It's nice when a newspaper answers its own questions so fast, even leading with a quote it repeats right away. Like when the New York Times ran a gleeful expose' on psychics, fortunetellers and others around the city. But the story leaves other big questions unanswered.
The article is meant to show that the diviners are increasingly fessing up that it's all a scam. But the article doesn't prove the point -- either that it's all "baloney" or that growing numbers of psychics are coming clean.
Here is how the 1,100 words start:
Is it real? Or a bunch of baloney? It’s a question New Yorkers and visitors to the city may ask themselves when they pass any of the seemingly countless storefront fortunetellers.
Celia Mitchell, 38, was pointedly asked that exact question last year: “What is the psychic business? Is it real, or a bunch of baloney?”
She answered, “It’s a scam, sir.”
“The whole thing is a scam?”
Mitchell thereby "joined a very specific group: convicted psychics who, seeking an early release from prison, sit for interviews before the parole board," the Times says. Specific and limited, although the newspaper says "that number may soon grow."
In the article, Mitchell is one of four psychics who admit fakery to parole boards. She took $159,205 to banish a "dark spirit." Another psychic admitted telling customers what they wanted to hear. A third got people to pay her to buy "charms and rituals," according to a previous Times story. Still another is charged with promising to reunite two lovers, even though one of them was dead.
It sounds like a genuine rogues' gallery and some good enterprise reporting. And as Times reports, many of the defendants say things like Sylvia S. Mitchell does at a hearing: "I regret it and I have no explanation for it; that is just corruption.”
But then the article gets a little schoolmarm-ish, wagging a finger at everyone in the industry: "The inmates’ reflections on their careers may give pause to the passer-by willing to pay $20 or $50 or more for a promised peek at the future."
The newspaper may have taken cues from the parole board that grilled Betty Vlado, who called herself a Gypsy, read palms and tarot cards. Vlado, whose story took up more than a third of the 1,100 Times article, did an extended mea culpa at her 2014 parole hearing.
But the commissioners "were not above having some fun" at her expense, the story says:
“Are you going to be given an open date or not?” Joseph P. Crangle, a commissioner, asked Ms. Vlado. “You’re a fortuneteller. Tell me what I am thinking.”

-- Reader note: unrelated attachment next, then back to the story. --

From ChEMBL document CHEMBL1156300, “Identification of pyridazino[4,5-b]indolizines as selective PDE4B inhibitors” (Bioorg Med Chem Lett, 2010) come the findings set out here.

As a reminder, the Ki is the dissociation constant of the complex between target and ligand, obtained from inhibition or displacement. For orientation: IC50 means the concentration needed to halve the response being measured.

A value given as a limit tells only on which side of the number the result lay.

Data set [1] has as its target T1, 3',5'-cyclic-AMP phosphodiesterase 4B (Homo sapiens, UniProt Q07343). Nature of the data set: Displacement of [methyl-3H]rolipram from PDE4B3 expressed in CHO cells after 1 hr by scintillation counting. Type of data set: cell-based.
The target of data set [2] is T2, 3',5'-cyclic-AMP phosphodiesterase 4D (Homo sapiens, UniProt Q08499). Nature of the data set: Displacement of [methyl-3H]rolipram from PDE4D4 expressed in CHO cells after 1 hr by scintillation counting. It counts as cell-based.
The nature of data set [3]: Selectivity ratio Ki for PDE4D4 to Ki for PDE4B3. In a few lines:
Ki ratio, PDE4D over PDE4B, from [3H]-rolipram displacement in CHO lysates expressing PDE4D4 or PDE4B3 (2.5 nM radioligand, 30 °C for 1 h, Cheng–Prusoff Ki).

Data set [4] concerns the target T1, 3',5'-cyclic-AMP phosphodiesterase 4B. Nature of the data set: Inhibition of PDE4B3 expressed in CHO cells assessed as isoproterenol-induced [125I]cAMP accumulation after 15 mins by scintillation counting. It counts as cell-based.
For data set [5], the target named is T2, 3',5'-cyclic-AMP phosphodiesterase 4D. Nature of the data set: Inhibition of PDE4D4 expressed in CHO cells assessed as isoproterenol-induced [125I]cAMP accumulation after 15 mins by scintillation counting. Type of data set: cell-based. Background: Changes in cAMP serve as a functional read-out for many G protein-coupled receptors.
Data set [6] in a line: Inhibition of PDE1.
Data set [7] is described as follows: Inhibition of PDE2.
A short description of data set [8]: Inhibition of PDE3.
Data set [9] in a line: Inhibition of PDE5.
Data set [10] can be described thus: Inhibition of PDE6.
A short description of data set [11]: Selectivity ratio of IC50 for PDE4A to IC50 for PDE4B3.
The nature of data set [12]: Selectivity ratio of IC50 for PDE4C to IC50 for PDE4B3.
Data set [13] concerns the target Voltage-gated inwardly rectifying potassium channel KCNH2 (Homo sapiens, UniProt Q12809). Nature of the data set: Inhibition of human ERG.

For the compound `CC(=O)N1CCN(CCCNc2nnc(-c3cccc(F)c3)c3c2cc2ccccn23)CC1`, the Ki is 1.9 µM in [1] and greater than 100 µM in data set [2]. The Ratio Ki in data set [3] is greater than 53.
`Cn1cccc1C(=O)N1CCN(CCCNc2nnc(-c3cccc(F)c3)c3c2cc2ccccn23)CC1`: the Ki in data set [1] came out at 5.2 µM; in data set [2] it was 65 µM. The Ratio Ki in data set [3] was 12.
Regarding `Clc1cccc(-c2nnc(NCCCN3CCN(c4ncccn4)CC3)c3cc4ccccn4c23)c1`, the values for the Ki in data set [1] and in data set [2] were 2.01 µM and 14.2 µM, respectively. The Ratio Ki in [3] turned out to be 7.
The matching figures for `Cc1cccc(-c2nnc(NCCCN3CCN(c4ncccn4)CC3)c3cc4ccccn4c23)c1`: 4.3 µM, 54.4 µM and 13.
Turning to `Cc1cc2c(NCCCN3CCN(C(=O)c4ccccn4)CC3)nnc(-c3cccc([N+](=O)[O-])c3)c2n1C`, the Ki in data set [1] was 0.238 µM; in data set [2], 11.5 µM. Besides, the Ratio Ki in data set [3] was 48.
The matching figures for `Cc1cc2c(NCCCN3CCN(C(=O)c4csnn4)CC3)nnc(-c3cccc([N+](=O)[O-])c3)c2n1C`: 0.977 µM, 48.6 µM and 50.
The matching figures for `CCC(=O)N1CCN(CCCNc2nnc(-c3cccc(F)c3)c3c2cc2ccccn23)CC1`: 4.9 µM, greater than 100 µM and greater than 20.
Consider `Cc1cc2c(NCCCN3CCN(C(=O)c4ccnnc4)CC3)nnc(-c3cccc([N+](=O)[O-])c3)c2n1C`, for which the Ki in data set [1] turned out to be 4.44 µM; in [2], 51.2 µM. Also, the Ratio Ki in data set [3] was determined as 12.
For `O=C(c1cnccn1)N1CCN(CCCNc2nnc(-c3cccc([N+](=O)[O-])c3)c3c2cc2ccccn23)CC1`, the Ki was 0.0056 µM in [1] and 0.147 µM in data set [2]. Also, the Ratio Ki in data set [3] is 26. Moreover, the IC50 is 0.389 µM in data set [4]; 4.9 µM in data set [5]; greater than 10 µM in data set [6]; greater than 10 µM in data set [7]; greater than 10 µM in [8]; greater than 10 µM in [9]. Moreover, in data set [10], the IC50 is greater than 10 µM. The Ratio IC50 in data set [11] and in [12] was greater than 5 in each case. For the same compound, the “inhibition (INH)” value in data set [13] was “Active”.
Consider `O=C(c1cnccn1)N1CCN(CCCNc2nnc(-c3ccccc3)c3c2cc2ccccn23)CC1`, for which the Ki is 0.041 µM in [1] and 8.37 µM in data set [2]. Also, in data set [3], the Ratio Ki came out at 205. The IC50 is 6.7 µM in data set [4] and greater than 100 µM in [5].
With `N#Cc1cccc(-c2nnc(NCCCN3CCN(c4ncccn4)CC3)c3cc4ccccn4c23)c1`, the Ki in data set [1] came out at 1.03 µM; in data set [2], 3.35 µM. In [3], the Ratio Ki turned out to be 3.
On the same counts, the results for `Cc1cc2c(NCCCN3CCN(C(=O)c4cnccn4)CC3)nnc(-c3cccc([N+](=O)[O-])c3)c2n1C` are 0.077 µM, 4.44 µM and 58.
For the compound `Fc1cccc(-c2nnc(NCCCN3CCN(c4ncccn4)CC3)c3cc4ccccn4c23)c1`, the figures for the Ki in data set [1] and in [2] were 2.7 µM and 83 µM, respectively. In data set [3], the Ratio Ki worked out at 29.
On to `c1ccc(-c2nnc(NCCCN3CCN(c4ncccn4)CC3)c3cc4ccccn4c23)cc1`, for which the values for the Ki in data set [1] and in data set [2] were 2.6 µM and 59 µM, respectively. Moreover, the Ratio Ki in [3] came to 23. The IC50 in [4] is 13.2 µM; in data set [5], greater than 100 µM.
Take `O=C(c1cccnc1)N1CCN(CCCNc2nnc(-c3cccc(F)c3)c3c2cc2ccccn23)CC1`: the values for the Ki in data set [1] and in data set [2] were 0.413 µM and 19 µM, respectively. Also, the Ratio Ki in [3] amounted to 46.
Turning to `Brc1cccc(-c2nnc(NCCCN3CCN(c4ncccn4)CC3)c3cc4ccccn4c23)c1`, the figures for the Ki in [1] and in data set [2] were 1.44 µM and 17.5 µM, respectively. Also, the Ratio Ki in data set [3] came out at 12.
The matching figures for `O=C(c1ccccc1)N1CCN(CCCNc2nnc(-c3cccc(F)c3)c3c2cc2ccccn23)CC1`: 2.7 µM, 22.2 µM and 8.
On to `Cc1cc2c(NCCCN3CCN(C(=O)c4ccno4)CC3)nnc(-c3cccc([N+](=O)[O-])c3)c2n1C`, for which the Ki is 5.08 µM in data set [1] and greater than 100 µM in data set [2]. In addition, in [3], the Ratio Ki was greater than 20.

“I am hoping you’re thinking to give me a chance to go home,” she replied.
“That’s not what he asked you,” another commissioner interjected.
Commissioner Crangle asked again, “What am I thinking?”
“I am not going to read your mind.”
So eager is the Times to support its theme, it adds crimes that have little to do with fortune telling. It mentions Vlado selling someone a rock that she said came from the moon. And it tells of Sylvia S. Mitchell admitting she killed her husband with an overdose of barbiturates.
Look also at the dates of their crimes, going back to 2007. Four cases over eight years -- five, if you count Priscilla Kelly Demaro, accused but not thus far convicted in that lovers' reunion that didn't happen. Hardly an epidemic, is it? We've seen at least that many cases of, say, plagiarism and other fraud in journalism itself.
And how many psychics, fortunetellers, etc., are working in New York? What percentage have confessed to fraud? Without such answers, calling it a trend is argumentative at best.
Now, let's be clear. I'm no fan of this stuff myself. I won't cross anyone's palm with silver. I don’t expect to read my future in cards, runes, tea leaves, my hand, the stars or elsewhere. But I'm also no fan of opinions and sermonizing thinly veiled as news. As I said in my review of Mormon church coverage, every religious tradition has a side that nonbelievers would consider bogus.
Fortunetelling might well be all a "bunch of baloney," as the article puts it. But that call, I suggest, is not for the Times to make. Especially in a news story, and especially on fewer than a half-dozen anecdotes.
After all, the old slogan Caveat emptor, or "Let the buyer beware," applies not only to psychics but newspaper stories.